There are hopes that sustainable business will weather the storm as an unpredictable new president sweeps into the White House

One thing is certain: Donald Trump is unpredictable – he’s neither followed a typical trajectory for those in political office (he has no previous government experience), nor has he toed the party line of the US Republicans (he has changed party affiliations five times since the 1980s). And big business, as a general rule, likes predictability. So how will a Trump presidency affect businesses and their plans for sustainability?

Trump’s intention to cut corporate taxes, and his general dislike of red tape (not to mention his penchant for stocking his Cabinet with lobbyists and loyal outsiders), may turn out to be a boon for business. The US stock market has so far reacted favourably. As far as overall sustainability is concerned, many companies are like big ships – difficult to make a 180-degree turn – and none has said publicly that it will curtail sustainability goals. So sustainability may plod ahead; not leaping forward, though not stalling. However, the uncertainty created by the president-elect’s outsider approach also fosters apprehension for US companies, and over time the momentum to get them to make and stay committed to long-term sustainability goals may falter.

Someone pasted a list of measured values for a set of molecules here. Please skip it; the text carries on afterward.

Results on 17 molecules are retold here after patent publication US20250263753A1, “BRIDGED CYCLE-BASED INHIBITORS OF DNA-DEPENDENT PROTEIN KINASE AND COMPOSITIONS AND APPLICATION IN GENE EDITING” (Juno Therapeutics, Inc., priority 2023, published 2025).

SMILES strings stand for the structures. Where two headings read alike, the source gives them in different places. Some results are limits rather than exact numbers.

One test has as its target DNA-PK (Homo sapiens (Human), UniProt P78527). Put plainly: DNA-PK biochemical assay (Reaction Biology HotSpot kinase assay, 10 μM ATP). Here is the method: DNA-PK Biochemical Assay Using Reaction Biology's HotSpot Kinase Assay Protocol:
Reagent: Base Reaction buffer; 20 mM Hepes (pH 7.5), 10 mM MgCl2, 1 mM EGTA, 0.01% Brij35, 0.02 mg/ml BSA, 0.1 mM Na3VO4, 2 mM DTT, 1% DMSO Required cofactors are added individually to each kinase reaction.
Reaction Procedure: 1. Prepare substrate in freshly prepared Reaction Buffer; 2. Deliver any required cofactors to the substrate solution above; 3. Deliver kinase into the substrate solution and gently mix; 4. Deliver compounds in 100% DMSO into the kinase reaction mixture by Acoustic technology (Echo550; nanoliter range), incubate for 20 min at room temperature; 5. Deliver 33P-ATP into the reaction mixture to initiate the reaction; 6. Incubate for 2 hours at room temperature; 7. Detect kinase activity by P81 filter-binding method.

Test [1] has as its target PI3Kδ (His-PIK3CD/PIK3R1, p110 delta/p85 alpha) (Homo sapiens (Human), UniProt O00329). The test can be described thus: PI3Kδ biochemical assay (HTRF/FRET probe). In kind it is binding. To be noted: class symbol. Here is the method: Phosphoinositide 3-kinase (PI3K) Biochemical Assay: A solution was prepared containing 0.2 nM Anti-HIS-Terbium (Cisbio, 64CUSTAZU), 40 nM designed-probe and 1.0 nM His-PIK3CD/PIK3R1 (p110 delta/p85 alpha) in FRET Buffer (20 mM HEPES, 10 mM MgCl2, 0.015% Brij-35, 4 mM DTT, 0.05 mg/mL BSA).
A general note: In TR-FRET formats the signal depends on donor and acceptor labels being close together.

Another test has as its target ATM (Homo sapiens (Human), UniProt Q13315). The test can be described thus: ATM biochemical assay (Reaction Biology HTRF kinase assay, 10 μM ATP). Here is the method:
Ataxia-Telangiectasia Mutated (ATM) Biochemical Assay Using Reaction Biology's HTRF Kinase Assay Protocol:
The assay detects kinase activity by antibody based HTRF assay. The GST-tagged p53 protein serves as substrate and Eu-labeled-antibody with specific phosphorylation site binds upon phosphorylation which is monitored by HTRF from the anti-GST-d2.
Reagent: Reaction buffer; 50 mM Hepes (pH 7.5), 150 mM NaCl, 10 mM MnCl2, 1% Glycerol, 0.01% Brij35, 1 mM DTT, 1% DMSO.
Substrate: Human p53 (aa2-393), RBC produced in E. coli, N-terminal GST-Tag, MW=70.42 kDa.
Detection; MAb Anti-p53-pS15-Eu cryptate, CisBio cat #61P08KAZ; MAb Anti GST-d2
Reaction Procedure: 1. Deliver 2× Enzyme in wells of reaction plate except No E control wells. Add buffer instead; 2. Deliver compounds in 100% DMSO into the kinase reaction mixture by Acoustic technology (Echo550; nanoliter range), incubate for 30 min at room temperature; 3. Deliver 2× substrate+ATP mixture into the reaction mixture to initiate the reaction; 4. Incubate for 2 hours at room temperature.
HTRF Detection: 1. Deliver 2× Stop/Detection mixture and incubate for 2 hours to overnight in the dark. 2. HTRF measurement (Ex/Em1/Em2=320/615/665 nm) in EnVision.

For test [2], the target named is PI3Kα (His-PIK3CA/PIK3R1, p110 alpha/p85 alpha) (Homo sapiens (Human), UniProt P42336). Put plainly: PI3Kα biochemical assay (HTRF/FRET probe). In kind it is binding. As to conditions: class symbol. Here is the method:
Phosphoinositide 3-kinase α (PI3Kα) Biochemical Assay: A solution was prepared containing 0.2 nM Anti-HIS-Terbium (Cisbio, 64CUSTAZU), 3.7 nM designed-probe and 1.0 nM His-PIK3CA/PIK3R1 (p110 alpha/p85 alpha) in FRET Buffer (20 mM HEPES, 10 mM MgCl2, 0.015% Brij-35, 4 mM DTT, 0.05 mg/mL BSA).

Climate change is thought to be behind events such as this year's Louisiana floods (credit: National Guard)

Climate change denial
During his presidential campaign, Trump was brash and abrasive. He flaunted non-progressive ideals with his racist, sexist, and anti-Islamic hyperbole and tried to intimate – though he later said it was a joke – that climate change is a hoax perpetrated by the Chinese. All of these positions are troubling for social equity goals, but it is the last position, around climate change, that could have the most dire consequences. To many, the changing environment is an indisputable fact, evidenced by extreme weather events such as the catastrophic Louisiana floods in August, and Trump’s stance is a turn away from the scant progress that has been made globally in controlling emissions, stabilising climate, and working on mitigation.
Shel Horowitz, author of Guerilla Marketing to Heal the World, counsels business leaders and sustainability advocates to stay the course. “Social entrepreneurship will flourish even under a Trump administration,” Horowitz says. While he admits federal dollars – such as clean energy tax breaks – may dry up, Horowitz says he believes businesses will simply get more creative with products and services that create social and environmental benefits.